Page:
Imported yard ramps have not been a significant factor in the USA yard ramp market. However I have seen a large number of requests from foreign manufacturers that want us to import and market these yard ramps. That is not surprising because we are the largest retailer of yard ramps in the USA and these foreign manufacturers want to have a portion of that market share. We have had discussions with several manufacturers who offered to make yard ramps for us. The pricing was very attractive unfortunately the products offered by these foreign manufacturers were not up the durability and safety standards that we require.
Since some resellers of yard ramps may not tell you that they are selling a foreign built yard ramp you will need to know how to identify a foreign built yard ramp. Yard ramps that are manufactured overseas are relatively easy to identify since they have a similar look and feel. Most commonly foreign built yard ramps use an independent guard rail and/or support structure as shown in the line drawings to the right. The Made in America yard ramps typically use a solid support side rail structure and these super structure side beams function as guard rails. Other common features of imported yard ramps include hinged approach ramps and hinged or limited structure transition lips. We will discuss these features in more detail in the following sections.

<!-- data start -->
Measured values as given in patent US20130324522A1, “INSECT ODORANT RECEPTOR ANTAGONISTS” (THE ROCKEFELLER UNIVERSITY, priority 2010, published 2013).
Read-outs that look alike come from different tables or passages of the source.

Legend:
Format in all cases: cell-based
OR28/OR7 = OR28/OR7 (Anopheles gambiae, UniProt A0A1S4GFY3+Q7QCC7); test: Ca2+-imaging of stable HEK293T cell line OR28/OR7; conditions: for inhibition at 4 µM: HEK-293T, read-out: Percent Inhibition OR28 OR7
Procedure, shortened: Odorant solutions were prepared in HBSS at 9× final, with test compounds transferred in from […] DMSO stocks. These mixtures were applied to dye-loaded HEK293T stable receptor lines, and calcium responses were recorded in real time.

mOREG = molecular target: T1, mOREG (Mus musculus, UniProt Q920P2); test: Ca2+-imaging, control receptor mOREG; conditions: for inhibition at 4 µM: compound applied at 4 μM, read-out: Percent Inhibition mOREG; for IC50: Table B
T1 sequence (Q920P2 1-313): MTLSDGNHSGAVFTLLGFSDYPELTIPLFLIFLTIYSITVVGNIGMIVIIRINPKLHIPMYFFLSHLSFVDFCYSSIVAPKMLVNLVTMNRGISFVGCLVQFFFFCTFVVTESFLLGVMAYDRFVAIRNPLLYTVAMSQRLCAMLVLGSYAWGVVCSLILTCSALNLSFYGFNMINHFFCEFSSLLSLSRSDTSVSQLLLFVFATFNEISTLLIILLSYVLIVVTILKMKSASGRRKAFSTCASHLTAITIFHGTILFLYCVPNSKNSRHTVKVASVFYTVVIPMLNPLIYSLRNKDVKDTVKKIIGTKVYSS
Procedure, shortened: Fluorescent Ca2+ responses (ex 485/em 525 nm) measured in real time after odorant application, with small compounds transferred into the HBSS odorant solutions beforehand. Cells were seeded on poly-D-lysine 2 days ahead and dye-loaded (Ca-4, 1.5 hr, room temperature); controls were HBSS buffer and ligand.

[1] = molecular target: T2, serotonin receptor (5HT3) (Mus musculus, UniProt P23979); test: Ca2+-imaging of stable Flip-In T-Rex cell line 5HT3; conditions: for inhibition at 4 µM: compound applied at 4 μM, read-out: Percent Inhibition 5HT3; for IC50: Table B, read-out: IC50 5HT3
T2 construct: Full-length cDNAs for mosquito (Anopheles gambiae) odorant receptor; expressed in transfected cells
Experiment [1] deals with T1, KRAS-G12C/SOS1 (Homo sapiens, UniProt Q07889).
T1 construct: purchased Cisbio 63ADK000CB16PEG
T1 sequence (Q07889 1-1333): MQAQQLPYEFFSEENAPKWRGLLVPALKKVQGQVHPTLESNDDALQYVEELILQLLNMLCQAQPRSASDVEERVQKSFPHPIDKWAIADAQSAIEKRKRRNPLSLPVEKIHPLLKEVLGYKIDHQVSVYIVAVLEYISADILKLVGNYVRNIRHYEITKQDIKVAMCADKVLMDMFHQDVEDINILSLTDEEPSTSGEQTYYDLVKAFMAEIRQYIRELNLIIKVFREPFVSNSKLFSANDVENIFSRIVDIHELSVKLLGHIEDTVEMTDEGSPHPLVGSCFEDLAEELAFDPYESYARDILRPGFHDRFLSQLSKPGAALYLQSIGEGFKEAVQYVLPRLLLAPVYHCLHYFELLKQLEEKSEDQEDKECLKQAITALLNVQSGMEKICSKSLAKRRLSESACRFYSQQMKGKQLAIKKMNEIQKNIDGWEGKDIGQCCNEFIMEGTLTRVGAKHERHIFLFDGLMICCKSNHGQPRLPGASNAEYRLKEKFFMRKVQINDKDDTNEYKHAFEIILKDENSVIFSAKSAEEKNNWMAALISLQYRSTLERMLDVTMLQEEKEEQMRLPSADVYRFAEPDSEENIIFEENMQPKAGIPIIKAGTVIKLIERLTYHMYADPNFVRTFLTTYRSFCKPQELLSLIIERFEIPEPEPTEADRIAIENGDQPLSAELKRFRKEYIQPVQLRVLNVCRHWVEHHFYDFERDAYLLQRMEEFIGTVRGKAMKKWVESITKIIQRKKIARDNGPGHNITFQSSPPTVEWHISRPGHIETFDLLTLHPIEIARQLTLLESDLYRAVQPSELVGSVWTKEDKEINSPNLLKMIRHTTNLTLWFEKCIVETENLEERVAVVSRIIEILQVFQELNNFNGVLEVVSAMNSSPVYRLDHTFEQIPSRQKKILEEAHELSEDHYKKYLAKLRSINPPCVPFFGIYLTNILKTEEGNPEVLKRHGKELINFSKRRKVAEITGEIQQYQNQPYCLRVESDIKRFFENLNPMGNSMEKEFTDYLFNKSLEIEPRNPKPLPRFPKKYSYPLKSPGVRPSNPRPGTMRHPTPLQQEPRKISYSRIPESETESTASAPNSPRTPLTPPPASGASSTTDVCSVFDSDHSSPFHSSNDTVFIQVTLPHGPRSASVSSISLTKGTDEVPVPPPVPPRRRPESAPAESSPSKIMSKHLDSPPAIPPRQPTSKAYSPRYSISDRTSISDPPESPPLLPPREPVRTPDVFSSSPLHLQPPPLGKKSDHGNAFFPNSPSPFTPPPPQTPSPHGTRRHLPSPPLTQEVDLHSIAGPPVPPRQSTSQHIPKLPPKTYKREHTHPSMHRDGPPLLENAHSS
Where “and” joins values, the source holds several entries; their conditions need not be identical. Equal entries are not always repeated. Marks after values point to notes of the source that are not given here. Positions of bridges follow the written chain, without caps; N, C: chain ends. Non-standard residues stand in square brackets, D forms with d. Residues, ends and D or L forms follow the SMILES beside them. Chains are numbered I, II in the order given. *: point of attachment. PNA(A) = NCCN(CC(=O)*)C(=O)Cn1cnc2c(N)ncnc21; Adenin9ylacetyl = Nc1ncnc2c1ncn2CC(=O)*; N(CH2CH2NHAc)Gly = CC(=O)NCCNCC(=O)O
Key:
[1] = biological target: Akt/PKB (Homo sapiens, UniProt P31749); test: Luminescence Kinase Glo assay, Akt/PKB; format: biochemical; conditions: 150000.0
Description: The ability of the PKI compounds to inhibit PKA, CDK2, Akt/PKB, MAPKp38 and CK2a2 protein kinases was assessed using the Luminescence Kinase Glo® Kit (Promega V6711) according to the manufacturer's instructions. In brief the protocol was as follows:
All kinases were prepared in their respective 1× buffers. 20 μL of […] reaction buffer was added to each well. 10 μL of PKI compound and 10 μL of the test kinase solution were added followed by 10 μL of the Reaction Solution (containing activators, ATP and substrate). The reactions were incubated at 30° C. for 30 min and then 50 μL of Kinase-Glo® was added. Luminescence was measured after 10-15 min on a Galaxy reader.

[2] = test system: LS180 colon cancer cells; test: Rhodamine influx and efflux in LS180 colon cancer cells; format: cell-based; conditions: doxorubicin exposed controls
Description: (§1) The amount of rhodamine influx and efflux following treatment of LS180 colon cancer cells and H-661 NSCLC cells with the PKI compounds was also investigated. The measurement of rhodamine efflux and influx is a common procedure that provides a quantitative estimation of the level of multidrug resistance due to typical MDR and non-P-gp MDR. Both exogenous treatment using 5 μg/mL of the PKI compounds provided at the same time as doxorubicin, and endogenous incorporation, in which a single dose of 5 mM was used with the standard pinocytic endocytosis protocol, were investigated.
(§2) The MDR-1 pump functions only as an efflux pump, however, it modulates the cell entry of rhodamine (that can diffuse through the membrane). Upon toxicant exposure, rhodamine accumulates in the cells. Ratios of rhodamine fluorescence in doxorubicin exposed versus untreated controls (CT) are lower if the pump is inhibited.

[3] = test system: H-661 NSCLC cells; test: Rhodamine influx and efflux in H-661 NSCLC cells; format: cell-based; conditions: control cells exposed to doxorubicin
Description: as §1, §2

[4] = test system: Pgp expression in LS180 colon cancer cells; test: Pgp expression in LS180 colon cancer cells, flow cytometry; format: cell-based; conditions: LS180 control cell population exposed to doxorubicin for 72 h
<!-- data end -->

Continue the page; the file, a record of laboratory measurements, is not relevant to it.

Most foreign built yard ramps are coming out of China but we have also seen a few coming out of Korea. Distributors may not advertise the country of origin and some will actually lie about it. Here are some pictures of some typical yard ramp designs.
There is one primary factor that determines the capacity of a yard ramp: The strength and capacity of the side support beams. The side support beams or in the case of the China yard ramps the side support structure must support the entire capacity of the load. The Made in the USA yard ramp typically has a single super structure beam that has been designed to support the designated capacity of the yard ramp. In the yard ramp imported from China the main support beam does not have the capacity to support the designated load so they add support and capacity by welding tube onto the side beams. Both yard ramps will have the same capacity when they leave the factory. However during daily use the ramp from China must be handled with care. The welded tube supports must not be damaged or weakened in any way because if one of the supporting tubes is bent or the welds are broken the remaining beam does not have enough structure for the original capacity.
The imported yard ramp design (small side beam with welded tube supports) is similar to the trestle type structure used on many bridges. This design can be very strong but it is used on fixed structures because if any of the supporting trestles are damaged or welds are cracked the yard ramp will no longer have the structural integrity to support the expected weight capacity.
The operational design of the imported yard ramp is flawed. The hinged lip design combined with a fixed leg and hydraulic wheel assembly makes the imported yard ramp more complicated to set up and creates a safety problem when it is used to unload a truck. When setting up this yard ramp you must first position it behind the trailer, then raise it to the right height with the hydraulic pump and finally use a crank to set the fixed leg to the right height for each truck.